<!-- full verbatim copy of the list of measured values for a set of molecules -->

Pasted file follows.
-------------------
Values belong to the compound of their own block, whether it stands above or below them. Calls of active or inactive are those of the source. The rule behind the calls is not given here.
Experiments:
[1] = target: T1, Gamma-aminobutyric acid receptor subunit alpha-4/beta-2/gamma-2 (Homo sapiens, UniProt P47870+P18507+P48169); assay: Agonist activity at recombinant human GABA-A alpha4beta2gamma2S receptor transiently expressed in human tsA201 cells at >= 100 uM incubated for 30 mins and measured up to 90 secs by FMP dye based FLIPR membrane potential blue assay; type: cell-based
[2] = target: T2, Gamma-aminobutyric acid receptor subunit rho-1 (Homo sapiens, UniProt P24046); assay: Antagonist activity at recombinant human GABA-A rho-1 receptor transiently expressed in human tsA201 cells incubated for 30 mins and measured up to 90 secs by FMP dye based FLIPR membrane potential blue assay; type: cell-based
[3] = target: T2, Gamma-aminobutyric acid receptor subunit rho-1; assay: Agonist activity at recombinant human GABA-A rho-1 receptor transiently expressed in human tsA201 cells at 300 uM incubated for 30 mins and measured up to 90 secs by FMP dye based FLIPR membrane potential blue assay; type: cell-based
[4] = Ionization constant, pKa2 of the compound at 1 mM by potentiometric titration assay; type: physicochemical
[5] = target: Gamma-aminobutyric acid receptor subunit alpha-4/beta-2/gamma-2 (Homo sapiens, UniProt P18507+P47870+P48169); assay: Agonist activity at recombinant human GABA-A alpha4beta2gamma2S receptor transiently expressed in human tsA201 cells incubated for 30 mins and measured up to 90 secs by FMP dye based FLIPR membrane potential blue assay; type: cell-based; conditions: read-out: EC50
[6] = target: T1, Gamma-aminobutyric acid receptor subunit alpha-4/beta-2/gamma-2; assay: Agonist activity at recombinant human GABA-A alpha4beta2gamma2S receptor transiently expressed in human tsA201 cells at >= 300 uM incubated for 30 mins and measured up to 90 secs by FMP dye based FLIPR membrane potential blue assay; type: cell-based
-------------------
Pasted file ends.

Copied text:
Values belong to the compound of their own block, whether it stands above or below them. Calls of active or inactive are those of the source. The rule behind the calls is not given here.
Experiments:
[1] = target: T1, Gamma-aminobutyric acid receptor subunit alpha-4/beta-2/gamma-2 (Homo sapiens, UniProt P47870+P18507+P48169); assay: Agonist activity at recombinant human GABA-A alpha4beta2gamma2S receptor transiently expressed in human tsA201 cells at >= 100 uM incubated for 30 mins and measured up to 90 secs by FMP dye based FLIPR membrane potential blue assay; type: cell-based
[2] = target: T2, Gamma-aminobutyric acid receptor subunit rho-1 (Homo sapiens, UniProt P24046); assay: Antagonist activity at recombinant human GABA-A rho-1 receptor transiently expressed in human tsA201 cells incubated for 30 mins and measured up to 90 secs by FMP dye based FLIPR membrane potential blue assay; type: cell-based
[3] = target: T2, Gamma-aminobutyric acid receptor subunit rho-1; assay: Agonist activity at recombinant human GABA-A rho-1 receptor transiently expressed in human tsA201 cells at 300 uM incubated for 30 mins and measured up to 90 secs by FMP dye based FLIPR membrane potential blue assay; type: cell-based
[4] = Ionization constant, pKa2 of the compound at 1 mM by potentiometric titration assay; type: physicochemical
[5] = target: Gamma-aminobutyric acid receptor subunit alpha-4/beta-2/gamma-2 (Homo sapiens, UniProt P18507+P47870+P48169); assay: Agonist activity at recombinant human GABA-A alpha4beta2gamma2S receptor transiently expressed in human tsA201 cells incubated for 30 mins and measured up to 90 secs by FMP dye based FLIPR membrane potential blue assay; type: cell-based; conditions: read-out: EC50
[6] = target: T1, Gamma-aminobutyric acid receptor subunit alpha-4/beta-2/gamma-2; assay: Agonist activity at recombinant human GABA-A alpha4beta2gamma2S receptor transiently expressed in human tsA201 cells at >= 300 uM incubated for 30 mins and measured up to 90 secs by FMP dye based FLIPR membrane potential blue assay; type: cell-based